A derivative of a Polish word, “kielbasa” refers in certain parts of Europe as a particular type of sausage, while in the U.S., it has come to be indicative of what most Americans refer to as “Polish Sausage,” a pork and garlic concoction generally in a natural casing.
Johnsonville’s version is pure pork, with flavorings, and the label attests to no fillers(1). The casing is collagen; collagen casings are often used in mass-production for consistency and ease in manufacturing. Collagen casings, made from the collagen and bones of beef or hogs, are considerably less expensive in the manufacturing process, as well.
The product comes six to a 14 oz package, and is manufactured at Johnsonville’s plant (USDA est. 34224) in Sheboygan, Wisconsin.
As with most products in this segment, the sausages are fully cooked right out of the package, and consumers merely need heat them to their preferred level of ’doneness’. I pan fry to put a little char on them, as for me, that gives them a texture more closely resembling a natural casing.
This is a very mild sausage, with flavor more reminiscent of hot dogs, than any sausage served in Poland or in Polish owned emporiums in America.
The mild flavor and fine grind are not strikes against Johnsonville’s product, but more indicative of a sausage that will be widely accepted by most of the population.
Served on a egg roll with yellow mustard and sauerkraut.
Pork, water, salt and less than 2% of
the following: corn syrup, potassium lactate,
dextrose, spices, monosodium glutamate,
paprika, natural flavors, sodium diacetate,
dehydrated garlic, sodium erythorbate,
sodium nitrite, collagen casing.
Johnsonville Polish Kielbasa Review
I love cocktail sausages; not if they are swimming in barbecue sausage in a chafing dish mind you, but as a breakfast meat, or an anytime, low carb snack. Most brands are generally smoked, so if you’re inclined, you could eat them right out of the package. For me, I prefer them a little crispy, a little char, fried up in a cast iron skillet. “Overcooking” this treat for me makes them have a sensation (to me) of having a natural casing, gives them a little “snap.”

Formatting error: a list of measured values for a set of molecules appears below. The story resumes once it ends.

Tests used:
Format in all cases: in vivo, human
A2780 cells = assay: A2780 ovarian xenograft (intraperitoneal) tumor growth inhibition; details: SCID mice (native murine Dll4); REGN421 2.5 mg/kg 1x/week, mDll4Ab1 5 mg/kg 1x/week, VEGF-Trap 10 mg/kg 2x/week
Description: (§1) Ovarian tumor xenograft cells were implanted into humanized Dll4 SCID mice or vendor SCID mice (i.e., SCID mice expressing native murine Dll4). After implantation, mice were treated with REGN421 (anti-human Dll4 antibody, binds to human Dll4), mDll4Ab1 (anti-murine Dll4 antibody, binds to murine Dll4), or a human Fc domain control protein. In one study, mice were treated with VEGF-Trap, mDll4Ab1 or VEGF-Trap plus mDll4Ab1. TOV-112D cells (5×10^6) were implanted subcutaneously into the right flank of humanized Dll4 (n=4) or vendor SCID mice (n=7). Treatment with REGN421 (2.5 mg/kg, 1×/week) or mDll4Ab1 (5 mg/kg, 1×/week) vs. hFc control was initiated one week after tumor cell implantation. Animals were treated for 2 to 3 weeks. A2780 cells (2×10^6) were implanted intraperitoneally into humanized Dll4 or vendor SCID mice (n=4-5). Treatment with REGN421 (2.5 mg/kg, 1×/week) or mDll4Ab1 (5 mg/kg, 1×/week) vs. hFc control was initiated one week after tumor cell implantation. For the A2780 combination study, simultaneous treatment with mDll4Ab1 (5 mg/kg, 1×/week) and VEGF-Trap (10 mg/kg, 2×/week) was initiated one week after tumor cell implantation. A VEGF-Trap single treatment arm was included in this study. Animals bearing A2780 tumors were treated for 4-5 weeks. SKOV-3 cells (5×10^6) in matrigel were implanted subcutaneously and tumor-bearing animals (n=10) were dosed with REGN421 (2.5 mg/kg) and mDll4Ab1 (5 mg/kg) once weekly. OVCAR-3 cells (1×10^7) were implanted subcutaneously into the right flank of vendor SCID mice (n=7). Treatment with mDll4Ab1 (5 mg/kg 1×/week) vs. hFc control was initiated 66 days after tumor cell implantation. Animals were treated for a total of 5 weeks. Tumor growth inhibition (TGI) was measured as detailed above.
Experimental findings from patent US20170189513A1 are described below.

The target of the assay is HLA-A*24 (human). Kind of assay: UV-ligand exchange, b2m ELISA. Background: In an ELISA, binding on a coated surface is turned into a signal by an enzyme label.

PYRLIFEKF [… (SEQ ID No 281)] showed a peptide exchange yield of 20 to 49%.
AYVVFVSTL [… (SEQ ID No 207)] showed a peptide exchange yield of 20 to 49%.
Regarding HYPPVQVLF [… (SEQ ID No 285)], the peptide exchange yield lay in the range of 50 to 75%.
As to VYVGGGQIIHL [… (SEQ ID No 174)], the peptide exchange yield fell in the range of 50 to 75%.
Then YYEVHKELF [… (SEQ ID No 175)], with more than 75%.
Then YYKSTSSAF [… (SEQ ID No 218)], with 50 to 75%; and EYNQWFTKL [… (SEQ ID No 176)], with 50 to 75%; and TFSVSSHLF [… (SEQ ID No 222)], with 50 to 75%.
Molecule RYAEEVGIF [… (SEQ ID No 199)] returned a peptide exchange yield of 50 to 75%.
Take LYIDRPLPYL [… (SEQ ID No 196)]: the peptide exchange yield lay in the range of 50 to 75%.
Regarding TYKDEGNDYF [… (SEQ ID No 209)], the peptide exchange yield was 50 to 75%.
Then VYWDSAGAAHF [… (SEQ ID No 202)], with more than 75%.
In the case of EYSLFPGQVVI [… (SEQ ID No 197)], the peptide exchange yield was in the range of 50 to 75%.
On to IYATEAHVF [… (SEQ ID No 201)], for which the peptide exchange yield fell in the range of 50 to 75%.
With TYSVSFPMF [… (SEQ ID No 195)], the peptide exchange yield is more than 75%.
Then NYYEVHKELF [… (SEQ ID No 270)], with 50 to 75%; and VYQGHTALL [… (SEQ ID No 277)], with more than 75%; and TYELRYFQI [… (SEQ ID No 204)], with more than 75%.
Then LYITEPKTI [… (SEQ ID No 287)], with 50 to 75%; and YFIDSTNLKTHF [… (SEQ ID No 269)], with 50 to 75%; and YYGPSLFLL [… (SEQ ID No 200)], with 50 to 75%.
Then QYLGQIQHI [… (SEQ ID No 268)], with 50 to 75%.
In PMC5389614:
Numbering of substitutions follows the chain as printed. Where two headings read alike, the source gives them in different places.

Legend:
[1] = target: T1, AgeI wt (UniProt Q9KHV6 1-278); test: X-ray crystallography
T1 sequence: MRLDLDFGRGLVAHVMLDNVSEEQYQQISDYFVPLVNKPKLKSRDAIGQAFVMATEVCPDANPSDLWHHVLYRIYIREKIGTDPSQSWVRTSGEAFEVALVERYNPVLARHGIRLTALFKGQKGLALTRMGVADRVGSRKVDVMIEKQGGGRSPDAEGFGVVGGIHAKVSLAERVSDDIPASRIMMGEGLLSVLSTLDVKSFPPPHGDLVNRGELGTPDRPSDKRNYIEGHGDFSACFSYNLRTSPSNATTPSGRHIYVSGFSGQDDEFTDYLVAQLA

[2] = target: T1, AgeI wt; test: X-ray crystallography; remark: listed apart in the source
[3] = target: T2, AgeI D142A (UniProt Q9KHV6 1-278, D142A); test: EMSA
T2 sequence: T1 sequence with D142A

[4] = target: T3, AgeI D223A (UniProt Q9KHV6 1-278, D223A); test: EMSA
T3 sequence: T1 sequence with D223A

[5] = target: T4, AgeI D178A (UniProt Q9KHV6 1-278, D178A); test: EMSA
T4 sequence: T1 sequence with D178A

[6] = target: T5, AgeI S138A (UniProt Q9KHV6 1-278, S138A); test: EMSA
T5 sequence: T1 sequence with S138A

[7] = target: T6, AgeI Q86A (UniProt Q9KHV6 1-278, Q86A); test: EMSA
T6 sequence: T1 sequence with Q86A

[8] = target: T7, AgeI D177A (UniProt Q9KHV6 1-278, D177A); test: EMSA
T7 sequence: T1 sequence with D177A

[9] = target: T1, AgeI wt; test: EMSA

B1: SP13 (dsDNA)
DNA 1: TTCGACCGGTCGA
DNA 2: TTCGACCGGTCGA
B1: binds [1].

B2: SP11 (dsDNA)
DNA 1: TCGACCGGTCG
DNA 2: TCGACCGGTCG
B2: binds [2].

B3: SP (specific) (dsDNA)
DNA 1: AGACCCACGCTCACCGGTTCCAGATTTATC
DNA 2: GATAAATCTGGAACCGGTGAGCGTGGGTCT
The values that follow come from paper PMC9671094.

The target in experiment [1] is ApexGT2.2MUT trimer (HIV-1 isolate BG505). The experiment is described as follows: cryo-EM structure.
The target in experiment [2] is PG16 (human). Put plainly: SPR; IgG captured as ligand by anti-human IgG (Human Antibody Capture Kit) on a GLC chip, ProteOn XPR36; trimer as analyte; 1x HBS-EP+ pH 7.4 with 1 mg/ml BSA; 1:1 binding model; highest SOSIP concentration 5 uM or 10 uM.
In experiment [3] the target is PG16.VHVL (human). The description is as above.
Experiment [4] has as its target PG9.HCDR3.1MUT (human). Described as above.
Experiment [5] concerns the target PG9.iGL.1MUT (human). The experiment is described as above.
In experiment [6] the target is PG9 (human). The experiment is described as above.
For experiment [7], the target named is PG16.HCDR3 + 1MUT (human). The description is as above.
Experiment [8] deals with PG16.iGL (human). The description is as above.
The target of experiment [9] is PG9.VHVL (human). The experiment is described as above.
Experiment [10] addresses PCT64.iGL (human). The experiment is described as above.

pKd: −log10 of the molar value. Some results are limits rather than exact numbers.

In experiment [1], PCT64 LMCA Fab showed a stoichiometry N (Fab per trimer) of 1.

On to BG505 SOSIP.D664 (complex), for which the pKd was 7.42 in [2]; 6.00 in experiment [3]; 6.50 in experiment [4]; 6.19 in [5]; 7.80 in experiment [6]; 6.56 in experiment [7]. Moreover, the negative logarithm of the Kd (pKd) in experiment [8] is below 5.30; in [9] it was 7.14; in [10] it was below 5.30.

I’m choosy about my brands and their composition, preferring all beef, and usually latching on to Hillshire Farms (Sara Lee). Lately, tho, the texture of them seems to have changed a bit, at least to me, and I have been looking for an alternative selection.
I might have found a successor. The discount grocer Aldi uses a number of co-packers around the country to manufacture products to their specifications; in the sausage realm, Aldi’s brand is Parkview. Their cocktail sausages are made by a small company in Nebraska, an old family concern named Wimmer’s, which distributes several different brands of smoked sausages and meats in the Upper Midwest. Wimmer’s was purchased a couple of years ago by a larger Midwestern family concern from Illinois called “Land O’ Frost.
The USDA plant number that cranks out these little gems is Est. 5600, in West Point, Nebraska, a burg of 3500 about 40 miles NW of Omaha. They have about 130 employees, so they are an important part of the community.
The Parkview cocktail sausages vary in composition from my usual preferences, in that they are made up of pork, beef, with some poultry. Usually that third ingredient would be a deal killer for me, but in this case, I believe it provides a smoother texture. I like the flavor and texture both of these sausages. Not to mention since they are an Aldi product, they are value-priced. If you’re shopping at a major chain for brand name cocktail sausages, like all meat and especially pork products, the prices of sausages and bacon have skyrocketed lately, and you can count on Aldi to come in at a good 25-33% less than the national brands.
Good deal. Good food.
Parkview Cocktail Sausages Review